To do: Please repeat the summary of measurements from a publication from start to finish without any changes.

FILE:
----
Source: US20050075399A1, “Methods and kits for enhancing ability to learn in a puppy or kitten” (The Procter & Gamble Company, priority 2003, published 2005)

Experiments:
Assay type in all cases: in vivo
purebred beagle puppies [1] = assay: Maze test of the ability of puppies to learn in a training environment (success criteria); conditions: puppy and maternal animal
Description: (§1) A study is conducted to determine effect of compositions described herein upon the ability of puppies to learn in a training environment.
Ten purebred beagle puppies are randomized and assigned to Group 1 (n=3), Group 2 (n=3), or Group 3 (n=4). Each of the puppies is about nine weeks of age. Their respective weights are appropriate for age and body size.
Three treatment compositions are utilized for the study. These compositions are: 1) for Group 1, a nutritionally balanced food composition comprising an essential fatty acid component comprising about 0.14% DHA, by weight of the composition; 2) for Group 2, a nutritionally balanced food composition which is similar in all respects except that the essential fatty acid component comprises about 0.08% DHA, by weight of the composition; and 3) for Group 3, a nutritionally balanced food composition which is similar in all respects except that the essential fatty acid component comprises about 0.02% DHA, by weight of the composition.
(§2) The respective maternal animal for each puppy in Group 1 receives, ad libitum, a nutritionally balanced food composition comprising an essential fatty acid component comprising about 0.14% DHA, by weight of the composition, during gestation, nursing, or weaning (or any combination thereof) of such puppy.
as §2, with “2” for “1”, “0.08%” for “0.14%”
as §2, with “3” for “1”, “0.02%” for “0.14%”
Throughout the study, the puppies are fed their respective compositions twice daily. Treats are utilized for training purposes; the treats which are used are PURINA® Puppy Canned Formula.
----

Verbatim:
Source: US20050075399A1, “Methods and kits for enhancing ability to learn in a puppy or kitten” (The Procter & Gamble Company, priority 2003, published 2005)

Experiments:
Assay type in all cases: in vivo
purebred beagle puppies [1] = assay: Maze test of the ability of puppies to learn in a training environment (success criteria); conditions: puppy and maternal animal
Description: (§1) A study is conducted to determine effect of compositions described herein upon the ability of puppies to learn in a training environment.
Ten purebred beagle puppies are randomized and assigned to Group 1 (n=3), Group 2 (n=3), or Group 3 (n=4). Each of the puppies is about nine weeks of age. Their respective weights are appropriate for age and body size.
Three treatment compositions are utilized for the study. These compositions are: 1) for Group 1, a nutritionally balanced food composition comprising an essential fatty acid component comprising about 0.14% DHA, by weight of the composition; 2) for Group 2, a nutritionally balanced food composition which is similar in all respects except that the essential fatty acid component comprises about 0.08% DHA, by weight of the composition; and 3) for Group 3, a nutritionally balanced food composition which is similar in all respects except that the essential fatty acid component comprises about 0.02% DHA, by weight of the composition.
(§2) The respective maternal animal for each puppy in Group 1 receives, ad libitum, a nutritionally balanced food composition comprising an essential fatty acid component comprising about 0.14% DHA, by weight of the composition, during gestation, nursing, or weaning (or any combination thereof) of such puppy.
as §2, with “2” for “1”, “0.08%” for “0.14%”
as §2, with “3” for “1”, “0.02%” for “0.14%”
Throughout the study, the puppies are fed their respective compositions twice daily. Treats are utilized for training purposes; the treats which are used are PURINA® Puppy Canned Formula.